Established in 1938, the Fair Standards Labor Act (FSLA) is a U.S. labor law that creates the workers’ rights to minimum wage, which is time-and-a-half for overtime when you work more than 40 hours a week. The law applies to employees who are engaged in interstate commerce or employed by an enterprise that engages in the production of goods for commerce unless there is a way that the employer can claim exemption from coverage.
In general, the law applies to any business that has at least $500,000 of annual business or gross sales. Those businesses are subject to the Fair Labor Standards Act and its protections if there aren’t other applicable exemptions. Several exemptions exist that allow an employer to be relieved from meeting the statutory minimum wage, overtime and detailed recordkeeping requirements.
The largest exceptions to the law are what are referred to as the white collar exemptions that apply to executive, administrative, and professional employees. These exemptions are narrow, so an employer must prove that their employees fit “plainly and unmistakably” within the terms of the exemption.
Who Is Protected?
For the most part, the law protects all workers. It was enacted to help employees in the workplace avoid unfair treatment and unfair labor practices. So, the law was created to help protect all workers. The Fair Labor Standards Act is very important because it stays current.
Federal minimum wage is continuously changing and being updated. It is set to increase over the next few years as well. The law will ensure that businesses adhere to the new changes, and that they will properly pay employees at the current minimum wage and ensure that they are treated fairly.
If you believe that the law is being violated, then you should speak with the human resources department where you work. If they don’t properly address the issue, or give you a satisfactory response, you may want to talk with an employment law attorney who handles FSLA claims and infractions.
You may be able to file a complaint with the proper entity, and then you may be able to pursue a claim and recover compensation for your damages. If you are not being paid for overtime, you could be the victim of wage theft.
This is illegal and you can pursue a claim to recover the compensation for your time worked. You should check your paystub and compare to it to your timesheet and make sure you are being paid overtime for any hours that you work in excess in 40 hours.
Examples of Fair Labor Standards Act Violations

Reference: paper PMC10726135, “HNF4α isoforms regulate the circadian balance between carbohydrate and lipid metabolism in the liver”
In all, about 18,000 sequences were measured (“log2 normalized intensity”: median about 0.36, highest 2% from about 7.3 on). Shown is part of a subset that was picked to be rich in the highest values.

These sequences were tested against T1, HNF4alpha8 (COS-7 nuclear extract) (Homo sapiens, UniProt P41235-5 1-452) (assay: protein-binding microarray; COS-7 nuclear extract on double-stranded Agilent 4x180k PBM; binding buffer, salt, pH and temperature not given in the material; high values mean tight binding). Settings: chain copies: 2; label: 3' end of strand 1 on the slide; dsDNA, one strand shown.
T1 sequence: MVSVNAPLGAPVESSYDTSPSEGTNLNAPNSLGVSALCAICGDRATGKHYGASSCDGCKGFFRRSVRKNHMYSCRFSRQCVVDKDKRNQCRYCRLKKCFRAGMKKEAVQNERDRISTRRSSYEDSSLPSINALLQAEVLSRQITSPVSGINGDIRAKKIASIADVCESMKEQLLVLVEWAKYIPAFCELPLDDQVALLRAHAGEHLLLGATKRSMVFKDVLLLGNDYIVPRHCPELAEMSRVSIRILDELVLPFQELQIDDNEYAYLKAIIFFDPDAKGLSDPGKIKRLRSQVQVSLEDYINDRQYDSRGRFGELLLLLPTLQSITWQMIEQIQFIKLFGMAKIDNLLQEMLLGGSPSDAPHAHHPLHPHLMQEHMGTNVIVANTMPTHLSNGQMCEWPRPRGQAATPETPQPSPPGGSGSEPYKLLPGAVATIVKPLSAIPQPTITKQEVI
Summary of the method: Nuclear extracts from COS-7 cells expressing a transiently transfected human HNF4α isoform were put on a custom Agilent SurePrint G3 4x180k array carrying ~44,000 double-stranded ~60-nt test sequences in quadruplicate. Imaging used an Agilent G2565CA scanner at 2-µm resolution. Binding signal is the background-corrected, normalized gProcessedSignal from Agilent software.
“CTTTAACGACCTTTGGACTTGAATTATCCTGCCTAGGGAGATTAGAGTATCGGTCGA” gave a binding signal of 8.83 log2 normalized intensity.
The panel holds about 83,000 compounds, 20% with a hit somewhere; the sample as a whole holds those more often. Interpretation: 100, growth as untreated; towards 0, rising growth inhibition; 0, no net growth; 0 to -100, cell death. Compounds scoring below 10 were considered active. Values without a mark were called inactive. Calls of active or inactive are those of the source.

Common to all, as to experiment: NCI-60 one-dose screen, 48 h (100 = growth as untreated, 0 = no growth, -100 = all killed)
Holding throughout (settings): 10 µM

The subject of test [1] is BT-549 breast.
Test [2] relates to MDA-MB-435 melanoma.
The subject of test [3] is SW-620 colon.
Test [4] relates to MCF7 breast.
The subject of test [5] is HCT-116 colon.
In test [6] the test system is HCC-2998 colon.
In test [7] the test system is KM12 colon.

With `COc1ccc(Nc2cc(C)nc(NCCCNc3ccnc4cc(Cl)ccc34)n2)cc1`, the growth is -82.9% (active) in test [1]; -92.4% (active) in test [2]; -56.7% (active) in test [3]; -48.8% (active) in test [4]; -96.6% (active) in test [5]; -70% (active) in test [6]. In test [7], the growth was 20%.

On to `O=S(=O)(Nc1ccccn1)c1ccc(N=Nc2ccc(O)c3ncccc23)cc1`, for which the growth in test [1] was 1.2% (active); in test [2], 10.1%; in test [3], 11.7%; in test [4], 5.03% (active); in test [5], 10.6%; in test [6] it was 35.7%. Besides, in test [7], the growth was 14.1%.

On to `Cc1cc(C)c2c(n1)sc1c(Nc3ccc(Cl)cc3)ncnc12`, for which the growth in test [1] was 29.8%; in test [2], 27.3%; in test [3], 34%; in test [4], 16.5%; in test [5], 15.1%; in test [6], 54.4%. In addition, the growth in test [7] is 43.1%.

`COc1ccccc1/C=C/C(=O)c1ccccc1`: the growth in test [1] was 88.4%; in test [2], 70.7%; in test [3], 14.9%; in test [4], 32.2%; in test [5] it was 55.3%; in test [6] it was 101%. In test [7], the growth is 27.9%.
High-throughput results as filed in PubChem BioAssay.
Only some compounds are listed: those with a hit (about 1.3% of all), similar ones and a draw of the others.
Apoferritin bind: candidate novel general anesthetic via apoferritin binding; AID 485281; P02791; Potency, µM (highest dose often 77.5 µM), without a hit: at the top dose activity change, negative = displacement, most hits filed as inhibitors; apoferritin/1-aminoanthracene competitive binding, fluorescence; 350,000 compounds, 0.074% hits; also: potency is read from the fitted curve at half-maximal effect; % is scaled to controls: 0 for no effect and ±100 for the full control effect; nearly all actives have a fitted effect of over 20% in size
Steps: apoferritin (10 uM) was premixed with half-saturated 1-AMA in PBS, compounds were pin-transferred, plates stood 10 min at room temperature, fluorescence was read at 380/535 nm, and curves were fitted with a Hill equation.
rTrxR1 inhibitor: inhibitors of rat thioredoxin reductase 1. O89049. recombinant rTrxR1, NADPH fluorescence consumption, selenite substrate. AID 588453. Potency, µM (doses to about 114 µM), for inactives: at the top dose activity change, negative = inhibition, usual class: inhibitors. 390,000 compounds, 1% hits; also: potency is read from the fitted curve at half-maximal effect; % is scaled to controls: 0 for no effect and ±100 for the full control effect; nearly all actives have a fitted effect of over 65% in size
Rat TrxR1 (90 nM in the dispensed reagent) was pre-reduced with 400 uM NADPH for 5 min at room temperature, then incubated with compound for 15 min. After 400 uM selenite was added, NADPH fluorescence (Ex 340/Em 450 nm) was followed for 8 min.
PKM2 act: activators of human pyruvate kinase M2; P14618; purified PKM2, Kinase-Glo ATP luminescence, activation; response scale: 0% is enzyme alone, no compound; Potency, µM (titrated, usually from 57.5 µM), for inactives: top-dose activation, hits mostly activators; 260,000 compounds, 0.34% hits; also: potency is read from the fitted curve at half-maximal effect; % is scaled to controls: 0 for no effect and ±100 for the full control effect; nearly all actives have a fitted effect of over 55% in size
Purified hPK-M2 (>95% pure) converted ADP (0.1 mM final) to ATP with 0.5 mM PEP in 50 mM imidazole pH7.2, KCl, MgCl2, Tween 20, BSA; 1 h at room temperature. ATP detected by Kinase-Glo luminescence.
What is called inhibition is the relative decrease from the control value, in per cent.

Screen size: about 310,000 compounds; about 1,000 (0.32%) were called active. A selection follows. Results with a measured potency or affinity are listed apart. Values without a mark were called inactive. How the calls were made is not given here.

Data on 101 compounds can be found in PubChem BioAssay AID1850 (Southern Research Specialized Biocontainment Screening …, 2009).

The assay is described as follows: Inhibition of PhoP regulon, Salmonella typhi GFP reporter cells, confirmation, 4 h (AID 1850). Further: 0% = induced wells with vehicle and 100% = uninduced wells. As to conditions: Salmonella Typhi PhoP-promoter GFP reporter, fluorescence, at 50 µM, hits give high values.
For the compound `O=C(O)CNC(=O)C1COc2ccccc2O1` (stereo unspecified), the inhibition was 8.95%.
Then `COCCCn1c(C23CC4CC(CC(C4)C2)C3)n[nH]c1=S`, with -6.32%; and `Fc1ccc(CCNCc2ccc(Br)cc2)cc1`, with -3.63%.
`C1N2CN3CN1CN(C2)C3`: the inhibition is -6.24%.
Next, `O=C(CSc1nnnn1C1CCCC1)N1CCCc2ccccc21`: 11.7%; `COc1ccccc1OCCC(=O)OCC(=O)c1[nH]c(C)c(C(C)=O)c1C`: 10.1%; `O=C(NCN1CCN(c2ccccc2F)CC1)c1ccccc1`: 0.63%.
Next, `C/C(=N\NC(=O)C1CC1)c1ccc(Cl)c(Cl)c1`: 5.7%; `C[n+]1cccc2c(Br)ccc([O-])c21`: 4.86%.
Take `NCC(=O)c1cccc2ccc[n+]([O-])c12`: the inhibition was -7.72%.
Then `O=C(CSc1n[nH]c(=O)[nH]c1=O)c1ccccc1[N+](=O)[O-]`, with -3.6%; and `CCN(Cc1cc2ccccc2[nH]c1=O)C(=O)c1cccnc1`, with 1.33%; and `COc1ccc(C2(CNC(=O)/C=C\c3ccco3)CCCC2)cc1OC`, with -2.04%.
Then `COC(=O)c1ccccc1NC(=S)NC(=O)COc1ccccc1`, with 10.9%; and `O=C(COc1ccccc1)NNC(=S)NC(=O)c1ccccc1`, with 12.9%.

There are many ways the Fair Labor Standards Act could be violated. If an employee is paid hourly, and he or she is working 50 hours per week and isn’t being paid the time-and-a-half overtime wages, then they are a victim of wage theft and their employer can be penalized for their actions and the employee is entitled to be compensated for the lost wages.
You should maintain thorough documentation to support your claim so you can prove what happened and how it happened. Always keep your employee handbook and any contract of employment or other documents that you receive when you are hired on, during training, and throughout the time that you work there. Documentation and evidence are essential to any claim that you may have against your employer for the violations of employment laws.
Consult With An Employment Law Attorney
If you don’t believe you are being treated fair and it is because your employer is violating the Fair Labor Standards Act, you should talk with an employment law attorney. These are attorneys who specialize in the different aspects of employment law and stay current on both the state and federal laws.
While some of these lawyers take cases on a contingency basis, so they aren’t paid unless they win your claim, there are others who handle their fees using a different approach. You should go over the fees and payment process with the attorney when you retain him or her for your case.
There is a statute of limitations, or a time limit for pursuing an employment law claim after the FSLA has been violated. If you wait too long, you will not be able to recover compensation for your damages so you should act today. Complete the Free Case Evaluation Form on this page to have the details of your case reviewed by an attorney who handles Fair Labor Standards Act cases in your state.